New York State Court of Claims

New York State Court of Claims

WHITE v. THE STATE OF NEW YORK, #2000-010-043, Claim No. None, Motion No. M-61764


Synopsis


Claimant's late claim application

Case Information

UID:
2000-010-043
Claimant(s):
WILLIS L. WHITE
Claimant short name:
WHITE
Footnote (claimant name) :

Defendant(s):
THE STATE OF NEW YORK
Footnote (defendant name) :

Third-party claimant(s):

Third-party defendant(s):

Claim number(s):
None
Motion number(s):
M-61764
Cross-motion number(s):

Judge:
Terry Jane Ruderman
Claimant's attorney:
WILLIS L. WHITEPro Se
Defendant's attorney:
HON. ELIOT SPITZER
Attorney General for the State of New YorkBy: John Healey, Assistant Attorney General
Third-party defendant's attorney:

Signature date:
July 28, 2000
City:
White Plains
Comments:

Official citation:

Appellate results:

See also (multicaptioned case)



Decision

The following papers numbered 1-2 were read and considered by the Court on claimant's late claim application:
Notice of Motion, Claimant's Supporting Affidavit, Motion for Permission to File a Late Claim and Attachment, "Claim," "Nature of Paper," Notice of Intention to File Claim.........................................................................................................................1

Attorney's Affirmation in Opposition.......................................................................2

While claimant has failed to denominate a "Proposed Claim," the Court has construed the "Claim" and "Nature of Paper" as the Proposed Claim. The claim states that on December 14, 1998, "Elias Carrillo refuse a refund for photocopies tickets from Sing Sing Correction Facility." The alleged damages set forth in the Claim and Nature of Paper are: "Hygienic, legal pads, ink pens, stamps, abuse mental and physical mind work." The Nature of Paper further seeks $65.00.

The determination of a motion for leave to file a late claim requires the Court to consider, among other relevant factors, the six factors set forth in Subdivision 6 of Section 10 of the Court of Claims Act: (1) whether the delay in filing the claim was excusable; (2) whether the State had notice of the essential facts constituting the claim; (3) whether the State had an opportunity to investigate the circumstances underlying the claim; (4) whether the claim appears to be meritorious; (5) whether the failure to file or serve a timely claim or serve a timely notice of intention resulted in substantial prejudice to the State; and (6) whether the claimant has another available remedy. The presence or absence of any one factor is not determinative and the list of factors is not exhaustive (see, Bay Terrace Coop. Section IV v New York State Employees' Retirement System Policemen's & Firemen's Retirement System, 55 NY2d 979).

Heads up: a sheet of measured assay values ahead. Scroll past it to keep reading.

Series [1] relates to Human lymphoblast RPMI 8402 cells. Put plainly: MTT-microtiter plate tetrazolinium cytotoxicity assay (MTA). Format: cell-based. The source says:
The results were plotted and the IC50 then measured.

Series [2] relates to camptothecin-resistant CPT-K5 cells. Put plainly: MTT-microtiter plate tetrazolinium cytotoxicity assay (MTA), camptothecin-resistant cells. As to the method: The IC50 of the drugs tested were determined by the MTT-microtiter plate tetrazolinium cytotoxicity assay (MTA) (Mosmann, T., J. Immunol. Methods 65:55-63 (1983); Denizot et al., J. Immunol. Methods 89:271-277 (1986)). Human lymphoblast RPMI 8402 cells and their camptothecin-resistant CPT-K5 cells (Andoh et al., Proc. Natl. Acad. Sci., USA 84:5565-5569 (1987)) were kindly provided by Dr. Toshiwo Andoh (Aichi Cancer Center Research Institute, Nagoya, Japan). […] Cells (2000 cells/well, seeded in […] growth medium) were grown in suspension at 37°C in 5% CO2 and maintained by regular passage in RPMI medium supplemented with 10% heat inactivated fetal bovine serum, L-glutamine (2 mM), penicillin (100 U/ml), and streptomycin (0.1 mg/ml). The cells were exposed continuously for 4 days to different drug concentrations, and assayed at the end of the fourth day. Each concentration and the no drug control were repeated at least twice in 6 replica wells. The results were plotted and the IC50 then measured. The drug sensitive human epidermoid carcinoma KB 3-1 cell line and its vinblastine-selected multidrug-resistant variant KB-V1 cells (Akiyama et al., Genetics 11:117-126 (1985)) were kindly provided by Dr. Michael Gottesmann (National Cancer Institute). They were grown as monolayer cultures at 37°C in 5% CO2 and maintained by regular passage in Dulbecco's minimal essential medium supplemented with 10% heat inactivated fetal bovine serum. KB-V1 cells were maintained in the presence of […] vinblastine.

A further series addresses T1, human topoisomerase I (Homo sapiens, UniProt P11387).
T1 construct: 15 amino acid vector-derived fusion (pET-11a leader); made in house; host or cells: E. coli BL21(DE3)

The Court has considered the aforenoted six factors. Claimant's purported excuses for his failure to timely serve and file a claim are essentially ignorance of the law which is not a valid excuse (see, Innis v State of New York, 92 AD2d 606, affd 60 NY2d 654).

Most significantly, claimant has failed to demonstrate the appearance of merit of the proposed claim (see, Qing Liu v City Univ. of N. Y., 262 AD2d 473; Matter of Gallagher v State of New York, 236 AD2d 400). Unlike a party who has timely filed a claim, a party seeking to file a late claim has the heavier burden of demonstrating that the claim appears to be meritorious (see, Nyberg v State of New York, 154 Misc 2d 199; Matter of Santana v New York State Thruway Auth., 92 Misc 2d 1). Here, even giving this pro se claimant the most liberal reading of his papers, he has failed to establish the appearance of merit of any cognizable claim.

Accordingly, upon weighing all the factors, claimant's motion for leave to file a late claim is DENIED.


July 28, 2000
White Plains , New York

HON. TERRY JANE RUDERMAN
Judge of the Court of Claims